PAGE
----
It’s 2019. People have been menstruating since the beginning of humankind. Periods make human life possible. And yet, still today, 34 states have a sales tax on period products, basically considering them luxury items. WTF?
When I was 16-years-old, I discovered an unaddressed natural need I’d never thought about before: periods. At the time, my own family was living without a home of our own, and I was facing a two-hour commute to school on public transportation. I became friendly with homeless women who I saw at my bus stop every day. In asking them, “what do you find most challenging about your living situation?” I collected an accidental anthology of women using toilet paper, socks, brown paper grocery bags, and even cardboard to take care of their periods. I distinctly remember one woman showing me how she would take a small piece of cardboard, rip off the outer layer from each side, and then rub the middle section in between her hands to make it a more flexible homemade version of a pad.
Privilege check: Even when my family was experiencing housing instability, I always had access to menstrual products, and had never even thought about using trash to take care of my period. In fact, I had never even thought about what it would be like to menstruate without access to period products. Hearing these first-hand stories of period poverty ignited anger and curiosity within me. I kept thinking: How is it that menstruation makes human life possible and we haven’t figured out a solution for all people to have period products?! While simultaneously wondering, how far does the issue go? Who else can’t afford access to period products?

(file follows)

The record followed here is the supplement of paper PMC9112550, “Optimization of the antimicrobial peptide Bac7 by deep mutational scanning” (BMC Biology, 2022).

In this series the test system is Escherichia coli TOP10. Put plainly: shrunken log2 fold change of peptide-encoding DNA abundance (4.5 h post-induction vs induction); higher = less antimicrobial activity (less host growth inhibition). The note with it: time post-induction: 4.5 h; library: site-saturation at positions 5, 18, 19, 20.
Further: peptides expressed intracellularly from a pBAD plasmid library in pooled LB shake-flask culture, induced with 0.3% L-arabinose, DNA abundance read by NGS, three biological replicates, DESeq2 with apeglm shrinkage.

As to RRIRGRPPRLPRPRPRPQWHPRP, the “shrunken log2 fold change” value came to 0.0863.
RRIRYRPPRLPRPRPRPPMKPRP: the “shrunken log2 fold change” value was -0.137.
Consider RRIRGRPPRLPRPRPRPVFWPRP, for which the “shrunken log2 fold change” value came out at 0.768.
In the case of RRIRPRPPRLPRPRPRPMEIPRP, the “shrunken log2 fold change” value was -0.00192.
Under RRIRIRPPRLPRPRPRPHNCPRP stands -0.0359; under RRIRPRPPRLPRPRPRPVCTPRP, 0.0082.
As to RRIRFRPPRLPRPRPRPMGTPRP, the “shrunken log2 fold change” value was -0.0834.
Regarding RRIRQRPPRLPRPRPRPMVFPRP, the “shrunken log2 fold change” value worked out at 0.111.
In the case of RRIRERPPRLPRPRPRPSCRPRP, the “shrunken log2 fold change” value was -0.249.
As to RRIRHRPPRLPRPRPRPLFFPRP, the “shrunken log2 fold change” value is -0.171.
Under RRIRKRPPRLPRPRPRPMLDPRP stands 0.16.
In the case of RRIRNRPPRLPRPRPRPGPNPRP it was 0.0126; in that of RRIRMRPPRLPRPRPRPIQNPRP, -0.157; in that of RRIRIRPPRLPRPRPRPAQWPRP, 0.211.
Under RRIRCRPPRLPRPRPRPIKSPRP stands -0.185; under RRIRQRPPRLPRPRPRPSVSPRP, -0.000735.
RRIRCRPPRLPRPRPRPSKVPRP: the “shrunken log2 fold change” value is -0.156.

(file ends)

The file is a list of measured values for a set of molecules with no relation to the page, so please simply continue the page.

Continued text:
So naturally, I took my questions to Google. In my free time, I would search keywords about menstruation, poverty, and different geographical regions, just trying to learn more.
Through my research, I learned that periods are the number one reason why girls miss school in developing countries, and often times a girl’s first period is the single event that leads to her dropping out of school, getting married early, or undergoing female genital mutilation or social isolation. It was actually easier to find information about period poverty in other countries than it was about the United States. I learned that at the time, in 2014, 40 states in the US had a sales tax on period products, considering them “non-essential goods”—so, basically luxury items.
Meanwhile, products like Rogaine and Viagra were considered essential and didn’t have this tax. I remember reading this and refreshing the page a few times to make sure I was reading it correctly before thinking: Are you f*cking kidding me?! Old man hair growth and erections are considered more of a necessity than over half of our population feeling clean, confident, and capable 100 percent of the time, regardless of something so natural like a period? What?!
These exact thoughts and emotions have not left my mind since I discovered the “tampon tax,” the term used to describe the taxation of menstrual hygiene products.
Since 2014, when I started my activism in the #MenstrualMovement, we’ve seen incredible progress: countries like India and Australia have nationally axed their tampon tax, the UK has repurposed the revenue from their version of the tax to directly provide period products to girls in secondary schools, and the US is down to 34 states (still an overwhelming majority) that still have the tampon tax.